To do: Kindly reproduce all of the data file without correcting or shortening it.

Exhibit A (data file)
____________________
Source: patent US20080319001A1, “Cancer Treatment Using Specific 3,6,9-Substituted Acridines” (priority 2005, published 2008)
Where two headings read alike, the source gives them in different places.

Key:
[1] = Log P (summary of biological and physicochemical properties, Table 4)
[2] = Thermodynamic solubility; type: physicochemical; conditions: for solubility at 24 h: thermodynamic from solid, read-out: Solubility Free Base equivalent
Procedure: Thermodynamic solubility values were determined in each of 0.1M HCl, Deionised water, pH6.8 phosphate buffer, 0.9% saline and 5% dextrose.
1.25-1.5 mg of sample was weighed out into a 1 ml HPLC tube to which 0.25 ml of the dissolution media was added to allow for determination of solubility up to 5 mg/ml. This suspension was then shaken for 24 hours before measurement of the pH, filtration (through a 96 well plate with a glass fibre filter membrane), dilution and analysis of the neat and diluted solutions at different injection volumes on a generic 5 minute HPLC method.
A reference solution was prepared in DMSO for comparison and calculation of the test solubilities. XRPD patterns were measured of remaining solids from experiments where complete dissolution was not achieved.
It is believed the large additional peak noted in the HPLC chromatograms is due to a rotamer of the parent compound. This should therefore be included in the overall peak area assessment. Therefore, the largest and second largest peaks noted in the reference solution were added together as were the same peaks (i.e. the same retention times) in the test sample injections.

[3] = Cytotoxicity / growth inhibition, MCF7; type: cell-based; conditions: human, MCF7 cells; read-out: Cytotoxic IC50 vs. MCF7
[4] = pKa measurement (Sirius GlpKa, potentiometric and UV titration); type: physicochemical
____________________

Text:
Source: patent US20080319001A1, “Cancer Treatment Using Specific 3,6,9-Substituted Acridines” (priority 2005, published 2008)
Where two headings read alike, the source gives them in different places.

Key:
[1] = Log P (summary of biological and physicochemical properties, Table 4)
[2] = Thermodynamic solubility; type: physicochemical; conditions: for solubility at 24 h: thermodynamic from solid, read-out: Solubility Free Base equivalent
Procedure: Thermodynamic solubility values were determined in each of 0.1M HCl, Deionised water, pH6.8 phosphate buffer, 0.9% saline and 5% dextrose.
1.25-1.5 mg of sample was weighed out into a 1 ml HPLC tube to which 0.25 ml of the dissolution media was added to allow for determination of solubility up to 5 mg/ml. This suspension was then shaken for 24 hours before measurement of the pH, filtration (through a 96 well plate with a glass fibre filter membrane), dilution and analysis of the neat and diluted solutions at different injection volumes on a generic 5 minute HPLC method.
A reference solution was prepared in DMSO for comparison and calculation of the test solubilities. XRPD patterns were measured of remaining solids from experiments where complete dissolution was not achieved.
It is believed the large additional peak noted in the HPLC chromatograms is due to a rotamer of the parent compound. This should therefore be included in the overall peak area assessment. Therefore, the largest and second largest peaks noted in the reference solution were added together as were the same peaks (i.e. the same retention times) in the test sample injections.

[3] = Cytotoxicity / growth inhibition, MCF7; type: cell-based; conditions: human, MCF7 cells; read-out: Cytotoxic IC50 vs. MCF7
[4] = pKa measurement (Sirius GlpKa, potentiometric and UV titration); type: physicochemical